With home computers (and personal mobile devices) it’s easy to install software or apps and then forget about them – until they eventually slow things down enough that you decide to remove the dead weight. With computers in the workplace, it’s even more important to keep unneeded or unused software off machines. Forgotten software can cause problems in the event of a software audit, and there’s simply no reason to take up space and resources on a machine when it isn’t necessary. It slows things down and leaves less room for apps that actually are needed. In your organization’s software asset management strategy, having processes for periodically purging machines of unneeded software is a smart idea.
More Reasons for Software Removal
There may be any number of business-related reasons to remove unwanted software, other than the general ones mentioned above. For example, some organizations have official software rationalization processes that periodically compare software titles by classification and determine which ones meet needs best. Software removal should be a part of the hardware disposal / retirement process as well. For security reasons alone, whenever a piece of hardware is decommissioned, software needs to be removed. And finally, maintaining a current “supported software catalog” – perhaps as part of your IT service catalog – helps ensure the software people are using is software supported by your IT asset management program.
IT Asset Management Benefits of Timely Software Removal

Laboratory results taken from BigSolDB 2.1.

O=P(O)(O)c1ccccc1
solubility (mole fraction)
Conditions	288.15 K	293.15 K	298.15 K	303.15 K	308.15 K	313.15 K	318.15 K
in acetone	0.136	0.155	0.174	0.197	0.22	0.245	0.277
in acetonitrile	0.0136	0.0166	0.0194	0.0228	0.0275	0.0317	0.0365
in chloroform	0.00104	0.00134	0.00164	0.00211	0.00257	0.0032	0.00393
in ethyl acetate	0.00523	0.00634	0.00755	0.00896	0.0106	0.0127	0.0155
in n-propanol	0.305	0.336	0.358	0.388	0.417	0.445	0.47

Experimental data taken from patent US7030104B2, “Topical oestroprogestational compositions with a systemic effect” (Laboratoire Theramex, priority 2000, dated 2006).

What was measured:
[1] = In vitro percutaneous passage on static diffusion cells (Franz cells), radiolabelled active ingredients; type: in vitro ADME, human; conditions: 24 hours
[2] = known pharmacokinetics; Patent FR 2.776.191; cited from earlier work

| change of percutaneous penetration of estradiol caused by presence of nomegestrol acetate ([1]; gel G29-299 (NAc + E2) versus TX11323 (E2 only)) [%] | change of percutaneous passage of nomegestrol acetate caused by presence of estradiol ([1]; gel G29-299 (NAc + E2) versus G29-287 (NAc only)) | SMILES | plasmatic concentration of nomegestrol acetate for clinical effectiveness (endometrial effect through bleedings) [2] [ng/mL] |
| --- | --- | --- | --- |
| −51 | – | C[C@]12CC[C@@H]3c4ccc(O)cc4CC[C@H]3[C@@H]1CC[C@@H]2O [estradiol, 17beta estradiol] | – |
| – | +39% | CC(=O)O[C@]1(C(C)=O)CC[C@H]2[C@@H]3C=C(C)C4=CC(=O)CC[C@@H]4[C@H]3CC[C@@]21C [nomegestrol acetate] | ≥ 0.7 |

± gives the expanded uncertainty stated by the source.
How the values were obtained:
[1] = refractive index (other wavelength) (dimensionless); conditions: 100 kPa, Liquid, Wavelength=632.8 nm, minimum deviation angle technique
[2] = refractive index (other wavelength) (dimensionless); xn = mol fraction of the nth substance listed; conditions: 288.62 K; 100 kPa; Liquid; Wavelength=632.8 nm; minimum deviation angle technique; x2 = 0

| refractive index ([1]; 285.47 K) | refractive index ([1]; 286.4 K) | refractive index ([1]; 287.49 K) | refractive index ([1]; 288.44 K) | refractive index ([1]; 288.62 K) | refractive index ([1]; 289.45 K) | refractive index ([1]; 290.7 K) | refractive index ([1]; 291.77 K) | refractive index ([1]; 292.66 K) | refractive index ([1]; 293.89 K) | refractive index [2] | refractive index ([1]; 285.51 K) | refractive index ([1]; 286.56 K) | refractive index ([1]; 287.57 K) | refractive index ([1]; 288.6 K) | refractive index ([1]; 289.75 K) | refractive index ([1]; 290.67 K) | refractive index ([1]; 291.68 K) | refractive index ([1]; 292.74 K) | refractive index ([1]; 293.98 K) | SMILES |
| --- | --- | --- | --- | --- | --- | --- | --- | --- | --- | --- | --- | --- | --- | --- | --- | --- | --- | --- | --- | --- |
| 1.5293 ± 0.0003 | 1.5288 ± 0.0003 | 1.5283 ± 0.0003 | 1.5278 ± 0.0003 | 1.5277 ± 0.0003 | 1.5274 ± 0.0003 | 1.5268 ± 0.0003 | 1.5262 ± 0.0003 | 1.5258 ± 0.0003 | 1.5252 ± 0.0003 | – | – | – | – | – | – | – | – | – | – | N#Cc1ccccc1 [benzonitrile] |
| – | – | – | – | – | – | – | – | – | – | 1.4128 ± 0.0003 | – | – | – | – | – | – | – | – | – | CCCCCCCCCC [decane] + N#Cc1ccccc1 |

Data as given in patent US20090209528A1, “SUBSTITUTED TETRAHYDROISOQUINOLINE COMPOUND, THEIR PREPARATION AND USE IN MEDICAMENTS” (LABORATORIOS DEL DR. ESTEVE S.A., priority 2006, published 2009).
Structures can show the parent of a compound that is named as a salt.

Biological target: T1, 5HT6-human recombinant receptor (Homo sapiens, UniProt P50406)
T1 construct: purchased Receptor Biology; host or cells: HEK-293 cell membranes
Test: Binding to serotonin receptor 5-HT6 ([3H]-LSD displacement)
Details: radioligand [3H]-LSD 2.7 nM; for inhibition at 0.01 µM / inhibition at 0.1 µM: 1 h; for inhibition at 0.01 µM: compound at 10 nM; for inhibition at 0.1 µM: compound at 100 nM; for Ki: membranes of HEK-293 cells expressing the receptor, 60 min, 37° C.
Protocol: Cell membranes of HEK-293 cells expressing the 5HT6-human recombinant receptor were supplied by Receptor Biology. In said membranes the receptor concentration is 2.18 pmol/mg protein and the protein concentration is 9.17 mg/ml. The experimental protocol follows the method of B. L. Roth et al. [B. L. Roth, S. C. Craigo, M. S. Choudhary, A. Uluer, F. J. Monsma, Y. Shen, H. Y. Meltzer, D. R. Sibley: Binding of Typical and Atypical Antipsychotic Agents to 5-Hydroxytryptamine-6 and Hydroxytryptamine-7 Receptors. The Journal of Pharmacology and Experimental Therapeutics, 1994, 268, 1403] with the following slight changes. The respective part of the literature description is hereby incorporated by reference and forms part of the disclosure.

Timely removal of unused or unsupported software benefits your IT service desk in many ways. For one thing, it prevents expectations that the IT help desk will support every release of a piece of software. For another, staying on top of product releases and removing old versions ensures end-users have access to the most current software functions, which may not have been present in older versions. And in some cases, licenses for software that is removed can be re-sold. Though not always possible, there’s nothing wrong with squeezing a little residual value out of no-longer-needed software when you can.
The Role of Internal Software Audits in Software Asset Management
If your organization periodically performs internal software audits as part of your software asset management approach (and it should), then a strategy for identifying and removing unused software can make these audits more efficient and less complicated. Your IT asset management system should help with recording important information like which machines you removed a license from and when. As an added bonus, preparing reports showing potential savings from reclaimed licenses can help your case when it’s time to plan resources for upcoming quarters. Internal software audits can not only alert you to unneeded software that can be removed, they can help you stay ahead of audits from software vendors, processes that can be stressful under the best conditions.
Removing Bloatware on New Computers
Many organizations remove “bloatware” from new computers as part of their software asset management program. This software uses resources and slows down computers unnecessarily. Typically, manufacturers are paid to install it, and it helps keep costs down. But that doesn’t mean you have to keep it. Removing bloatware can be a helpful software asset management practice and keep end-user machines running faster, potentially preventing IT service desk tickets for problems with slow machines. It’s something to consider as part of your overall lifecycle management process.
Unnecessary software on personal devices can be an annoyance. On work machines, unnecessary software can lead to license noncompliance, slow processes down, and prompt more IT service desk tickets. Having procedures in place to regularly audit machines and remove unneeded software can help ensure license compliance and keep computers from running slower than they should. And with some software packages, licenses can be re-sold, helping your organization maximize return on investment for these applications.
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